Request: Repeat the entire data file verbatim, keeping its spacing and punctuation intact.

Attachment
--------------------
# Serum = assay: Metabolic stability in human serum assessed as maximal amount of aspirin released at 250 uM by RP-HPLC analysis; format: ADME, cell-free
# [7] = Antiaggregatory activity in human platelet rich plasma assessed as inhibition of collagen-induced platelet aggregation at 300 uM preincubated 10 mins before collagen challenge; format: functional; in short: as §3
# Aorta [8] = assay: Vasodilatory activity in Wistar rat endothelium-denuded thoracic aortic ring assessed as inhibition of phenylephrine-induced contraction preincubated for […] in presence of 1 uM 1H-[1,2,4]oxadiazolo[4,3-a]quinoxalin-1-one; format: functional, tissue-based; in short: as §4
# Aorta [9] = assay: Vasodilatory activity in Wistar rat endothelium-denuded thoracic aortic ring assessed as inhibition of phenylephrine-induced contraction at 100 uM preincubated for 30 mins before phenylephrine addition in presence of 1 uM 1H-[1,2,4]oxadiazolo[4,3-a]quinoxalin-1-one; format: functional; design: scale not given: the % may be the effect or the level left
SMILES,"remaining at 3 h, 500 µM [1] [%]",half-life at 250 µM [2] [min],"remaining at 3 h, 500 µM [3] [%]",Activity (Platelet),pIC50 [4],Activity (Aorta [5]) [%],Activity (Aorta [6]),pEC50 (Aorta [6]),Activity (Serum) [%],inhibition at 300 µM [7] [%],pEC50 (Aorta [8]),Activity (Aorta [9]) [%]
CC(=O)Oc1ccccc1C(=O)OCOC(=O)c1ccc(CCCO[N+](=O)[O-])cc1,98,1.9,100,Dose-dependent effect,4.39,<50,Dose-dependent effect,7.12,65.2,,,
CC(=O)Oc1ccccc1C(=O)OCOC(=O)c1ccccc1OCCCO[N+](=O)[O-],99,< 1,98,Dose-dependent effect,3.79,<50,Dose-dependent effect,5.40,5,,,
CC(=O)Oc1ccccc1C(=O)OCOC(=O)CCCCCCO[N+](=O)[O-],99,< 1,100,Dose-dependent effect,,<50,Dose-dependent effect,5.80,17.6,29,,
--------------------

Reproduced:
# Serum = assay: Metabolic stability in human serum assessed as maximal amount of aspirin released at 250 uM by RP-HPLC analysis; format: ADME, cell-free
# [7] = Antiaggregatory activity in human platelet rich plasma assessed as inhibition of collagen-induced platelet aggregation at 300 uM preincubated 10 mins before collagen challenge; format: functional; in short: as §3
# Aorta [8] = assay: Vasodilatory activity in Wistar rat endothelium-denuded thoracic aortic ring assessed as inhibition of phenylephrine-induced contraction preincubated for […] in presence of 1 uM 1H-[1,2,4]oxadiazolo[4,3-a]quinoxalin-1-one; format: functional, tissue-based; in short: as §4
# Aorta [9] = assay: Vasodilatory activity in Wistar rat endothelium-denuded thoracic aortic ring assessed as inhibition of phenylephrine-induced contraction at 100 uM preincubated for 30 mins before phenylephrine addition in presence of 1 uM 1H-[1,2,4]oxadiazolo[4,3-a]quinoxalin-1-one; format: functional; design: scale not given: the % may be the effect or the level left
SMILES,"remaining at 3 h, 500 µM [1] [%]",half-life at 250 µM [2] [min],"remaining at 3 h, 500 µM [3] [%]",Activity (Platelet),pIC50 [4],Activity (Aorta [5]) [%],Activity (Aorta [6]),pEC50 (Aorta [6]),Activity (Serum) [%],inhibition at 300 µM [7] [%],pEC50 (Aorta [8]),Activity (Aorta [9]) [%]
CC(=O)Oc1ccccc1C(=O)OCOC(=O)c1ccc(CCCO[N+](=O)[O-])cc1,98,1.9,100,Dose-dependent effect,4.39,<50,Dose-dependent effect,7.12,65.2,,,
CC(=O)Oc1ccccc1C(=O)OCOC(=O)c1ccccc1OCCCO[N+](=O)[O-],99,< 1,98,Dose-dependent effect,3.79,<50,Dose-dependent effect,5.40,5,,,
CC(=O)Oc1ccccc1C(=O)OCOC(=O)CCCCCCO[N+](=O)[O-],99,< 1,100,Dose-dependent effect,,<50,Dose-dependent effect,5.80,17.6,29,,